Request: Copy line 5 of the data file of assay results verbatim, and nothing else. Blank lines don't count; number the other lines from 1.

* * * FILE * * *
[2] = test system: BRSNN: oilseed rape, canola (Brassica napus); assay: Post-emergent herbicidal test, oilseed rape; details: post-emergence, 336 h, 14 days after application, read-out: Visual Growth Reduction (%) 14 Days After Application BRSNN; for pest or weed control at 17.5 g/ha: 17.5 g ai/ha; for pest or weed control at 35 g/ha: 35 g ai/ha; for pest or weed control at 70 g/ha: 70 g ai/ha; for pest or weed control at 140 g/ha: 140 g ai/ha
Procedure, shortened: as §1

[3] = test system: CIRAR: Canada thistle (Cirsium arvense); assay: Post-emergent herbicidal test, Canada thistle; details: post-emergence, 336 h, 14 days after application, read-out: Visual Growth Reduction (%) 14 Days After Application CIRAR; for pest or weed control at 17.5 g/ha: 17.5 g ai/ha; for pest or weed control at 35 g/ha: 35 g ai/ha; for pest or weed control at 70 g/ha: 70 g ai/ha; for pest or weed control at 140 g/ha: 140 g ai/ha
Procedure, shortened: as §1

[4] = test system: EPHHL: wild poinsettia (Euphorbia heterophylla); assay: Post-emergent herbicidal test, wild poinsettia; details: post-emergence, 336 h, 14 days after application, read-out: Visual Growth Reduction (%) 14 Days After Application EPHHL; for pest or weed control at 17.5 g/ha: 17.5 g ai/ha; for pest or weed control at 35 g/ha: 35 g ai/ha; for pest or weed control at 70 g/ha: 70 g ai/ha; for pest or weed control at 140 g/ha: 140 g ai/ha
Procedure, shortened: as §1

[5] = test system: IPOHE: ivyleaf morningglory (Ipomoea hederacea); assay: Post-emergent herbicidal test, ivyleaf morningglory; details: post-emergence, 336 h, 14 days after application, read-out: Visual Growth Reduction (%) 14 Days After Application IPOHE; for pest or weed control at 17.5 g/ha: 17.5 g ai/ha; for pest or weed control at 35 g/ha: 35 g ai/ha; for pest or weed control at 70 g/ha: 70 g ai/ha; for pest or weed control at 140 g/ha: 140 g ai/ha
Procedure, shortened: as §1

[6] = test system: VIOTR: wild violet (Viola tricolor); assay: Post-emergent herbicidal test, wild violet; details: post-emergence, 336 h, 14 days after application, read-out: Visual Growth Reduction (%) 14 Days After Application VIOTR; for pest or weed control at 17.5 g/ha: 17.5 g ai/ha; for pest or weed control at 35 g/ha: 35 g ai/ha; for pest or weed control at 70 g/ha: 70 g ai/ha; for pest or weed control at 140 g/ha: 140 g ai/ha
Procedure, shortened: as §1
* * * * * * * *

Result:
[4] = test system: EPHHL: wild poinsettia (Euphorbia heterophylla); assay: Post-emergent herbicidal test, wild poinsettia; details: post-emergence, 336 h, 14 days after application, read-out: Visual Growth Reduction (%) 14 Days After Application EPHHL; for pest or weed control at 17.5 g/ha: 17.5 g ai/ha; for pest or weed control at 35 g/ha: 35 g ai/ha; for pest or weed control at 70 g/ha: 70 g ai/ha; for pest or weed control at 140 g/ha: 140 g ai/ha